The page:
Six parenting truths about the first day of school

Written by Tracey Blake


– Your four-year-old is starting in reception. You feel a strange combination of excited/sad/happy/nervous/stressed/tearful/giggly. Chances of you crying as they go in are probably higher than them crying. Under no circumstances let your child see you sob – put on a brave face until you have reached the school gates, your car or a nearby coffee shop.

– It does feel odd sending a child to school with an empty bag but they will not need a pencil case, pencils notebooks, or indeed any stationary. As long as they have a rucksack with a bottle of water in it (and a packed lunch if you are not doing free school lunches) then you’re good to go for the foreseeable.

– No matter how organised/prepared you think you are for the first morning of school-run mayhem, it’s almost certainly going to be chaos. Don’t beat yourself up about it. If you don’t have older children (and are therefore not a hardened school-run veteran) you will need to accept that every morning will be like this from now on.

– Worried that your child eats with their fingers rather than cutlery? Can’t wipe their own bottom? Refuses to eat anything that’s not beige? Don’t worry about it – the teachers have seen it all before and won’t judge you as a parent. Remember that in many other countries kids don’t go to school til they are six or seven, so four-year-olds are still very young.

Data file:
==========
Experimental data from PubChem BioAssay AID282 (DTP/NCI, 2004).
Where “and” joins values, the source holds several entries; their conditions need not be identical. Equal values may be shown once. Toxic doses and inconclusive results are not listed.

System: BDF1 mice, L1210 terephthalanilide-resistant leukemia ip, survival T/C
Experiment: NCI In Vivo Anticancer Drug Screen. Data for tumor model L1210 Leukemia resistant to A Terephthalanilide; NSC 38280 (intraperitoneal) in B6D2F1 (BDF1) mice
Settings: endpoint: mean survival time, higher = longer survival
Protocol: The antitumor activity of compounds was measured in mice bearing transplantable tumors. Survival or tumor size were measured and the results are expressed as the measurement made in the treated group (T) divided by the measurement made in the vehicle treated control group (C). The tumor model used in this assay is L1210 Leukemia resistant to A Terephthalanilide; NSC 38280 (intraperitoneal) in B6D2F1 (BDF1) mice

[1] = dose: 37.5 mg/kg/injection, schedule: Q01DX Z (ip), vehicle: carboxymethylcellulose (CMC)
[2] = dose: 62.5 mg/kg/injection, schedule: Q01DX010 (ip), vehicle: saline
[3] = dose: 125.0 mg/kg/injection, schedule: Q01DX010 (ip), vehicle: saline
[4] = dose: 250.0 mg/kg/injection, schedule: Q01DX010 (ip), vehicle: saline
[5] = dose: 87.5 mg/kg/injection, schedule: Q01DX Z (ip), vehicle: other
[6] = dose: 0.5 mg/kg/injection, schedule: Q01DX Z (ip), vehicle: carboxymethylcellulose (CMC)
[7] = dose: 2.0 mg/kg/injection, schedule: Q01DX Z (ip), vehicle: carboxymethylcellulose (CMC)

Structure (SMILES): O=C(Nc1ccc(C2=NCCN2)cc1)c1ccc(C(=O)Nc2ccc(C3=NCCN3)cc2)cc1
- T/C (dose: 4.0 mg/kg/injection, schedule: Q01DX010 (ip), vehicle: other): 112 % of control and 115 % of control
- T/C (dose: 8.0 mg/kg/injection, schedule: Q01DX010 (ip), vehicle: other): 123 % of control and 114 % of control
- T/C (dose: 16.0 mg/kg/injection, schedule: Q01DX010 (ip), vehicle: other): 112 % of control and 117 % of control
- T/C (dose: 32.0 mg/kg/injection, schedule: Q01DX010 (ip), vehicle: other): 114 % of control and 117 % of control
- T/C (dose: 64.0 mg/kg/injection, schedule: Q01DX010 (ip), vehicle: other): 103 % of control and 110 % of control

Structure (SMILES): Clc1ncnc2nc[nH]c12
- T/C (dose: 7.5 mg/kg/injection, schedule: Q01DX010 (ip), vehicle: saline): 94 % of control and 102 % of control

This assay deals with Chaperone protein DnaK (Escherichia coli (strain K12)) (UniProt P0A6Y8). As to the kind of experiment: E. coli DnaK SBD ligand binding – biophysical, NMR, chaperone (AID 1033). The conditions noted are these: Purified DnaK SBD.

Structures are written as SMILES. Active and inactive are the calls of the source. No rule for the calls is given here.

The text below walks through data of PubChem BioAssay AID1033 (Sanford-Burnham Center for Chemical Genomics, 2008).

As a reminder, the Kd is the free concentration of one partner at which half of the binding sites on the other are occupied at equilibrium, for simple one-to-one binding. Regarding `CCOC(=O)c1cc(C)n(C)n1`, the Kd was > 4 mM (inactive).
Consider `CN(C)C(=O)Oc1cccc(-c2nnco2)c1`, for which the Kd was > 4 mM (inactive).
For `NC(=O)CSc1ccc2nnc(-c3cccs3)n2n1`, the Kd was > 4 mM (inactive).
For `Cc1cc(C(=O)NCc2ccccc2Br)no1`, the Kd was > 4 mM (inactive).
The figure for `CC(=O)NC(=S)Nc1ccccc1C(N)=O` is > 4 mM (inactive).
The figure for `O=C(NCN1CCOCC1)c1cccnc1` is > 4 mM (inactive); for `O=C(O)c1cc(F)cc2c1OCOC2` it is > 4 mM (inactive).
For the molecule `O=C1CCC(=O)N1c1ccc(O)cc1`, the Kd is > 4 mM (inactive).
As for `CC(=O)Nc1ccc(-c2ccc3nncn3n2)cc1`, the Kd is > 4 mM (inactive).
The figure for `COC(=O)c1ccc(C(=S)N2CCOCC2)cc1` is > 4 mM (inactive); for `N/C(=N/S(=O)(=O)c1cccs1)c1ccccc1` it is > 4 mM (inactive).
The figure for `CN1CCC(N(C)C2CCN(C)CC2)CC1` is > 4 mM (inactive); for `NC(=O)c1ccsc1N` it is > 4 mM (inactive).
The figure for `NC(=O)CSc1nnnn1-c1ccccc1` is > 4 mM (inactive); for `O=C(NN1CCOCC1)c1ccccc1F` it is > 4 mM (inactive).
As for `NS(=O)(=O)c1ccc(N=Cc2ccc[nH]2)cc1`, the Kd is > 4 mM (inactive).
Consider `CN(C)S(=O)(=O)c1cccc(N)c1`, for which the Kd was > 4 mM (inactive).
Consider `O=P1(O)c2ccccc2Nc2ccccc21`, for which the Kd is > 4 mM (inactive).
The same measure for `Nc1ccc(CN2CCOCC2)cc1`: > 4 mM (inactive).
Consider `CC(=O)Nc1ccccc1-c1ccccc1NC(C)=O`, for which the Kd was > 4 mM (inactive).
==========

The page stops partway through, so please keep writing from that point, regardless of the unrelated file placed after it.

– The minute you collect your child from school you’ll want to grill them about their day, how it went, if they liked it, who they made friends with, what they had for lunch etc. Don’t be surprised if your enthusiastic questioning is met with one-word answers or maybe even an ‘I don’t want to talk about it’. This doesn’t mean they’ve had a terrible time, they are just exhausted.

– You’ll probably know at a glance which mums you want to befriend at the school gates. But try not to be too cliquey – speak to and smile at everyone. We’re all in this together and you never know when you might need help with pick-ups or playdates. This applies even more to working parents who don’t get to the school gates very often. Things may feel a little forced at first, but wait until the PTA organises the first social event at your local wine bar – free-flowing sauvignon makes for loose lips, firm friendships and excellent hangover stories to swap the next day. With this support squad on your side you will survive reception – and your child will too!